It’s true that creativity levels rise when there are in-person encounters. For instance, social interactions, spontaneous conversations, seeing artwork or a nicely designed workspace, the commute to and from work, can all be essential creativity triggers. Staying at home every day, in the same space, without any external influences can drop creativity levels.

Tips to design a hybrid workplace that works

So how can we avoid the pitfalls and succeed in transitioning to a hybrid work environment.

Make clear communication a priority

Communicate the key areas to think about when setting up a home office to ensure mental and physical wellbeing, cyber security and a productive working environment.

As we mentioned, communication can be a real issue in a distributed workforce. Make sure you assign each channel to a specific communication purpose. For example, define what you will discuss via emails, on Skype, or on Slack. By simplifying the technological means of communication, you ensure smooth discussions between your in-office and at-home employees.

Invest in digital learning and tools

Not all employees are tech savvy make sure your workforce has all the tools they need to work at home or at the office, be it the proper equipment (laptop, keyboard, headset, etc.) or bandwidth. Provide a flexible way to learning with eLearning courses, that can be completed from home.

Don’t forget the company culture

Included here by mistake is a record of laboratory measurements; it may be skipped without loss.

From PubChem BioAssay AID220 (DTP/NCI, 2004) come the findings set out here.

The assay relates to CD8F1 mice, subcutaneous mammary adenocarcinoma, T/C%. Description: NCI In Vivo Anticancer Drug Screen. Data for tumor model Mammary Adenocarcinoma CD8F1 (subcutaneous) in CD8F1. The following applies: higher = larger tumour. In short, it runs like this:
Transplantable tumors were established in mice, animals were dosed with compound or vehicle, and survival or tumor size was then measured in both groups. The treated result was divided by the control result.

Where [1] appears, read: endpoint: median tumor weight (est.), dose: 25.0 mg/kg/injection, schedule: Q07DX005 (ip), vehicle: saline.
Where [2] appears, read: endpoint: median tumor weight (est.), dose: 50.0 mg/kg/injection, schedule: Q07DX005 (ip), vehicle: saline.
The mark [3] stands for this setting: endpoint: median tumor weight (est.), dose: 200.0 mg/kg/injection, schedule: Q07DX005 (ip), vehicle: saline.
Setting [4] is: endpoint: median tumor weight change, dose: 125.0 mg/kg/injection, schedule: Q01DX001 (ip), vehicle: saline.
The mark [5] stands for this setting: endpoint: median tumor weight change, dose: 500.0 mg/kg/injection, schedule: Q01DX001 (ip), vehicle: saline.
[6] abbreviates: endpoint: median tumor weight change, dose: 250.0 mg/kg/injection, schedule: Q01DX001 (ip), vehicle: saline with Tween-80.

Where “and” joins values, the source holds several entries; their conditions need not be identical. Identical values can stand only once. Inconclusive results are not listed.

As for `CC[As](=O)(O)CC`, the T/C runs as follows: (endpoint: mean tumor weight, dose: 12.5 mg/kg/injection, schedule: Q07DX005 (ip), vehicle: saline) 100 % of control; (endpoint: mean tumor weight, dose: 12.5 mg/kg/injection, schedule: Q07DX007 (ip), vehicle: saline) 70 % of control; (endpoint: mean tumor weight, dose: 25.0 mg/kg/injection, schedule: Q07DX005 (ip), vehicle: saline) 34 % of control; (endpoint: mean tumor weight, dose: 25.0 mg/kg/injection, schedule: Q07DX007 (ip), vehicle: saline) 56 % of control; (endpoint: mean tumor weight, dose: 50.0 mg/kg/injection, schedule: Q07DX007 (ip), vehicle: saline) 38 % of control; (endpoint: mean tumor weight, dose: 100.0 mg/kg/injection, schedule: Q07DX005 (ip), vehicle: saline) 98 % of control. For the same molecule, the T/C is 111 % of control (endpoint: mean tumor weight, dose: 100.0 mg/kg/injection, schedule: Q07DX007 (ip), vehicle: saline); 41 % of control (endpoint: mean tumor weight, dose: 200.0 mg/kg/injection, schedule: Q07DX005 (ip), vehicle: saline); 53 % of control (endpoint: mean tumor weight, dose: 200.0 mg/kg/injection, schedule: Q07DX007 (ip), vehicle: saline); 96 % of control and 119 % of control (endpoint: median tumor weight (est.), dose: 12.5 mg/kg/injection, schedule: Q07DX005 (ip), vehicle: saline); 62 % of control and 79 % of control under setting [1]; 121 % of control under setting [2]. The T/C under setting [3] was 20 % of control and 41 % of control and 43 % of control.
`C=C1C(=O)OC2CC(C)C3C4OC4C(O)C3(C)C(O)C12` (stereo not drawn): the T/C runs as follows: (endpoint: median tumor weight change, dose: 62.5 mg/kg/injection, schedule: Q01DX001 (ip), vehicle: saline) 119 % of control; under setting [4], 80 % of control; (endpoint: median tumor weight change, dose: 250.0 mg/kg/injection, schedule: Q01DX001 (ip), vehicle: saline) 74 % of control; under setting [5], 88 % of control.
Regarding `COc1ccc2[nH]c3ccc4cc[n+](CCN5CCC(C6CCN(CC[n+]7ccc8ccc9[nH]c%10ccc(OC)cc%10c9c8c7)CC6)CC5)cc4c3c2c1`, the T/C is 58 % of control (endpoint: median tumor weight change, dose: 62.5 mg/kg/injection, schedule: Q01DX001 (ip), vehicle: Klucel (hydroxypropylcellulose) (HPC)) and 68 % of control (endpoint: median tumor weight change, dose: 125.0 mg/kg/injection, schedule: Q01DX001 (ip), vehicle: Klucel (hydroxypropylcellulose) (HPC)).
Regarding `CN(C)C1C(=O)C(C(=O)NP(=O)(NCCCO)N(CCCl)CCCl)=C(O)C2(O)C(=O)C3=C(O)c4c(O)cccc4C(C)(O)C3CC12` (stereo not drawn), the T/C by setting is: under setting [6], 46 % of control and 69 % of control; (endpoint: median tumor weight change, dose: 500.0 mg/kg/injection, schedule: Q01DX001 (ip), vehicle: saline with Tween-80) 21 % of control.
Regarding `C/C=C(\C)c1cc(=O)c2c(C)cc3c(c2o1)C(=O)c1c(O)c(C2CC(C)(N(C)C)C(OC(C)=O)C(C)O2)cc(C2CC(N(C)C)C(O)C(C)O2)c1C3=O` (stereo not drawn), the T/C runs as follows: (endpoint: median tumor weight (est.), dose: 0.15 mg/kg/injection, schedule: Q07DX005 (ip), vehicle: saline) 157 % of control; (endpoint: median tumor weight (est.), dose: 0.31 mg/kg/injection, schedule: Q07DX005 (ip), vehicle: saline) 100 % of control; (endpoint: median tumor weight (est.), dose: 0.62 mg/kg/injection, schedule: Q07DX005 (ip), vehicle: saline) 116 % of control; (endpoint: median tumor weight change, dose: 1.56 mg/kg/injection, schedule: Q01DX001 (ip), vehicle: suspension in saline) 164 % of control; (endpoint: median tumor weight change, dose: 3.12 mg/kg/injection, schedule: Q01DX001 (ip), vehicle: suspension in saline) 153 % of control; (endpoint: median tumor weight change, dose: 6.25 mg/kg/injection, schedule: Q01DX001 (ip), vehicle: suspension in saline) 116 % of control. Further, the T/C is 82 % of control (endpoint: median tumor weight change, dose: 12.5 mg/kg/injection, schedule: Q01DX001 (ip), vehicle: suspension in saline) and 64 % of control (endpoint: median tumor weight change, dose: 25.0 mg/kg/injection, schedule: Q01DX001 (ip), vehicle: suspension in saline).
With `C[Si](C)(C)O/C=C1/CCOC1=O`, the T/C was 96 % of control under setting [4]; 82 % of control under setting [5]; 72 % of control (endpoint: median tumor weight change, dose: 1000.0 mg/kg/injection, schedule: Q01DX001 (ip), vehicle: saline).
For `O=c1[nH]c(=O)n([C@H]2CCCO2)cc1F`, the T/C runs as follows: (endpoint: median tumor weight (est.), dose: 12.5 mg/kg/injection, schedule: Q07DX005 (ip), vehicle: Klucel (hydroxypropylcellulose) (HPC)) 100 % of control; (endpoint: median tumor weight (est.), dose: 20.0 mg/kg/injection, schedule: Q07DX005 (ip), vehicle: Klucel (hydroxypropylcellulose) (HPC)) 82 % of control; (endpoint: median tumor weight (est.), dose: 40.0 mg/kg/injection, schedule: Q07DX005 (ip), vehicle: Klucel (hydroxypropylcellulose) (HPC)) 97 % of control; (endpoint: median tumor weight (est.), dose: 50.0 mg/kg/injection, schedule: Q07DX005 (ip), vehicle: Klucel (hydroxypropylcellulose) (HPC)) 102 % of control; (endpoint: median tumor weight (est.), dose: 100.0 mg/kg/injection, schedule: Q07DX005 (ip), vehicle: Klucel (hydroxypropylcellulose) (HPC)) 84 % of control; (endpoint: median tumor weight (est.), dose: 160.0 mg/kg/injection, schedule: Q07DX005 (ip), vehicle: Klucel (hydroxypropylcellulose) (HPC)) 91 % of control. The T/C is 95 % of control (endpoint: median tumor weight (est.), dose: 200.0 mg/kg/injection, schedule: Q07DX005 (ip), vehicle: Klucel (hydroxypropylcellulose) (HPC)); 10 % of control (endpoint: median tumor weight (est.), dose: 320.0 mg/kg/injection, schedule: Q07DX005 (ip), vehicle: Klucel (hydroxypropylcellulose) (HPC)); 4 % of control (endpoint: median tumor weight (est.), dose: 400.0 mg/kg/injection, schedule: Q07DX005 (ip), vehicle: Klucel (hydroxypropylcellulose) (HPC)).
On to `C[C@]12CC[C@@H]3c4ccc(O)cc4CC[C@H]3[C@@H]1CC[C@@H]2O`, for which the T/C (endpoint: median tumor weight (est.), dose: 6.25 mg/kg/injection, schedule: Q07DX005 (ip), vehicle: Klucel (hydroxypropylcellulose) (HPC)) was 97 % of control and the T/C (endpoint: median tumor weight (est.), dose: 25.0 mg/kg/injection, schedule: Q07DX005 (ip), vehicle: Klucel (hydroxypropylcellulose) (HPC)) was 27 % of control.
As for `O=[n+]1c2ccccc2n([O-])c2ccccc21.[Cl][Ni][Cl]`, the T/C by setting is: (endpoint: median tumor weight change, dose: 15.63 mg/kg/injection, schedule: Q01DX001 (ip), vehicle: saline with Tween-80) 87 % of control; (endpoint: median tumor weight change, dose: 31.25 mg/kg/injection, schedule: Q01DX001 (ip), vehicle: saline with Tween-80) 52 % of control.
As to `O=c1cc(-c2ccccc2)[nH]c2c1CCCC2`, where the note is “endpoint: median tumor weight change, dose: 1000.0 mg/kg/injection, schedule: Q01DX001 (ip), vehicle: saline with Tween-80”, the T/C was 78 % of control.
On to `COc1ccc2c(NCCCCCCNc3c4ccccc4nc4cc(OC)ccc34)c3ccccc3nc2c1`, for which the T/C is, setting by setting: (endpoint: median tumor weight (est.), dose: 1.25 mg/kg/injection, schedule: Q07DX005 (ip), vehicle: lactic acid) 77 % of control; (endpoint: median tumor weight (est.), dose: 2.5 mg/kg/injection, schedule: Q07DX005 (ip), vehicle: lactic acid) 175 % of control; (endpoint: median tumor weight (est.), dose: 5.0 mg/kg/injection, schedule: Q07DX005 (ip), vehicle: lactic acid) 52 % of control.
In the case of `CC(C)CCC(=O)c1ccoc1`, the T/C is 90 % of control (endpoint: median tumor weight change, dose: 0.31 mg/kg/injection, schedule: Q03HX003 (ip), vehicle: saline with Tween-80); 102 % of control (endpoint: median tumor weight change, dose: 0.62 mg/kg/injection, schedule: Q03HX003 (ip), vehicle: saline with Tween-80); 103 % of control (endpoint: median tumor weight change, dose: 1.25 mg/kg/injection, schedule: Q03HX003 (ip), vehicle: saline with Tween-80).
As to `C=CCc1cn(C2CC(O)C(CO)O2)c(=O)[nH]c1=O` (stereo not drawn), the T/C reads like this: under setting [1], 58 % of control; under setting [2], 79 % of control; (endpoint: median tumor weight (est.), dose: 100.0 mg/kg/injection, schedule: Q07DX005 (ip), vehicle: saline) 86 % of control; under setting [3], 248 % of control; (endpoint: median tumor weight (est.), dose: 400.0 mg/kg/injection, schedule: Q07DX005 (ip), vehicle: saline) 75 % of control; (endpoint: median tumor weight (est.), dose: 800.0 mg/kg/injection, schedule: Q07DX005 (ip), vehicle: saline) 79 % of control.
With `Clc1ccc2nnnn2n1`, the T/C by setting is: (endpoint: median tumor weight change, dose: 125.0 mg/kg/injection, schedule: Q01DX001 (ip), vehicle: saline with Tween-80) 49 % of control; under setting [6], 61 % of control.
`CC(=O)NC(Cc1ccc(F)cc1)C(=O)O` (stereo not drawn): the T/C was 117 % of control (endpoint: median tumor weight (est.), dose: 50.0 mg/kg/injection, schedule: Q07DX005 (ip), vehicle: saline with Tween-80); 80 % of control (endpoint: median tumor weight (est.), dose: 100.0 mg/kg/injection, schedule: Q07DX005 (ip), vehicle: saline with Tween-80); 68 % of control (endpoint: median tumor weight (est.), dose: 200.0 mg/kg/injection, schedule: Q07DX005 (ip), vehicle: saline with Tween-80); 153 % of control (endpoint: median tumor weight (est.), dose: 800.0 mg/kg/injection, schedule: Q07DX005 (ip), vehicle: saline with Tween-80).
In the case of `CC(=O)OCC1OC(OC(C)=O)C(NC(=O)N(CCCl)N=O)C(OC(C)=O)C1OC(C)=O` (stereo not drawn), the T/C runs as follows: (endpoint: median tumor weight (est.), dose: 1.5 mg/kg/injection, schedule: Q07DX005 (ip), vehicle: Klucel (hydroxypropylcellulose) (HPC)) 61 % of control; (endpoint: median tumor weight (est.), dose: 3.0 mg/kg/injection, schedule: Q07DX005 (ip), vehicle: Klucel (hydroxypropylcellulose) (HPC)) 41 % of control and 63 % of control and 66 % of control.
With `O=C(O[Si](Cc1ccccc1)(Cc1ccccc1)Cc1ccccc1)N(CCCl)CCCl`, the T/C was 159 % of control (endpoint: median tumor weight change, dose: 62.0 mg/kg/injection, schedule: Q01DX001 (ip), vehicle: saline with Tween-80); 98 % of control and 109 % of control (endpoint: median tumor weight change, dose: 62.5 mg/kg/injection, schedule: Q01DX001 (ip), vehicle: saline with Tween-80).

It’s a big mistake to compromise company culture because of distance. This is why you should try and replicate as much as possible the overall atmosphere that exists in face-to-face encounters at the office. How can you do that? Learn more about diversity and inclusion in the workplace to promote an inclusive culture. Many companies have introduced bespoke eLearning courses. Bespoke courses are especially important during the onboarding process, where you can engage and immerse new recruits in the culture of your organisation, with all the relevant information they require.

Boost creativity and productivity

Productivity comes in different ways for different people. Some employees feel more creative and productive when working from the comfort of their own home, while others are more focused when they physically attend the office. As an employer, your goal is to give your employees all the tools they need to be productive no matter where they are located.

So, how can you make sure employees are happy, creative, and productive? Invest in productive workspaces, be it at home or at the office. Streamline processes with regular communication between teams, flexible online training, clear due dates, and identifiable project goals.

Is it worth following the trend?

There are a huge number of benefits of hybrid working, from increased employee motivation with flexible working and less overheads, but there are some challenges, but one thing the pandemic has taught us, is hybrid and remote working does work.

With the help of flexible eLearning solutions, employees are now offered the same opportunities and development wherever they are located.